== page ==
5 tips for evaluating prospective clients

Occasionally I hear from editors who’ve gotten stiffed by a new client (and sometimes by a returning client!) and want to know how to avoid it.

Because my publisher clients are all reliable, the main thing I do to prevent problems is to expect full payment in advance from indie authors. Not everyone can do this, though, so here are five ways to keep from getting burned:

1. Do you notice any red flags, like the client wanting a rush job (doing a full dev edit in forty-eight hours)? If so, then what is making you ignore the flashing neon sign? Sometimes it’s because you need to pay the rent, so you’re willing to overlook some sketchiness. So, that’s a question I always ask myself if I’m feeling financially crunched: is the need to make money in the short run influencing my decision? If yes, I make myself step back and think about it at least overnight and usually for several days. Taking on a risky client to pay looming bills can backfire. Instead of getting the money to pay the bills you do the work and the client vanishes. Now you’re even more behind because those precious hours and days have been lost. If you’d been more patient and found a good client, you’d have done better.

2. If you’ve worked with the client before, would you willingly seek them out again? If yes, okay. It’s probably going to work out fine. A corollary to this rule is, “If the exact same thing happens this time as happened last time, is that okay with me?” In other words, if they took 90 days to pay last time, is that okay? It doesn’t matter what they’re promising, you have to look at their past behavior. Is it okay? If not, keep looking for a better opportunity.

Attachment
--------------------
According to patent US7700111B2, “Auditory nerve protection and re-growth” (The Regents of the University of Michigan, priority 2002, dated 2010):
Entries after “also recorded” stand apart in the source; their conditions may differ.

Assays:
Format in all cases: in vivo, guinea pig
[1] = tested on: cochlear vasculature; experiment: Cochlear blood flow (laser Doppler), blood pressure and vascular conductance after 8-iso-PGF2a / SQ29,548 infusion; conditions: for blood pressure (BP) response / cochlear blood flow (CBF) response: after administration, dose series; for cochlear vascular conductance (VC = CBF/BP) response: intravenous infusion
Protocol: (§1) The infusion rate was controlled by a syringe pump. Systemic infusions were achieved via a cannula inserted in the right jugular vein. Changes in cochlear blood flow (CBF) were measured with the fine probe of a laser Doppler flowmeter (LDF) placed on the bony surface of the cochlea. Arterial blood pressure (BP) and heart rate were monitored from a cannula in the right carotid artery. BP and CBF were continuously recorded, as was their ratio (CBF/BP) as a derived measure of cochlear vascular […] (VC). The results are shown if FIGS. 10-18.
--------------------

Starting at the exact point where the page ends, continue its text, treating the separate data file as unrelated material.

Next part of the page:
3. If it’s a new client, check around for online reviews and Glassdoor reviews. Use the company name + “scam” and “complaint” – anything that will tell you what the client is like to work with. Obviously this works better for corporate clients, like book publishers, but you can also do a little research on a prospective indie author client. If I see batshit crazy writings on their blog, I figure a little “Gee, I’m not the right editor for you” goes a long way towards keeping my peace of mind.

4. Be wary of the potential for scams, like the author who wants you to do a sample edit of a very specific portion of their manuscript. (They may be trying to get multiple editors to edit all the different parts of their ms. Silly, but it happens.) If you do offer sample edits, pick the pages that you edit. Similarly, be on the lookout for scams like the author overpaying you and wanting a refund or asking you to send the overpayment to someone else, or fake employment scams where the con artist is just trying to get your personal information.

5. Say no to projects/clients you just don’t vibe with. You don’t even have to have a “good” reason for this. I turned down one potential client who called me Jen. No one calls me Jen. It’s not my name. It’s disrespectful to use nicknames without being invited to do so. Get the bad matches out of the way to make room for the good ones.

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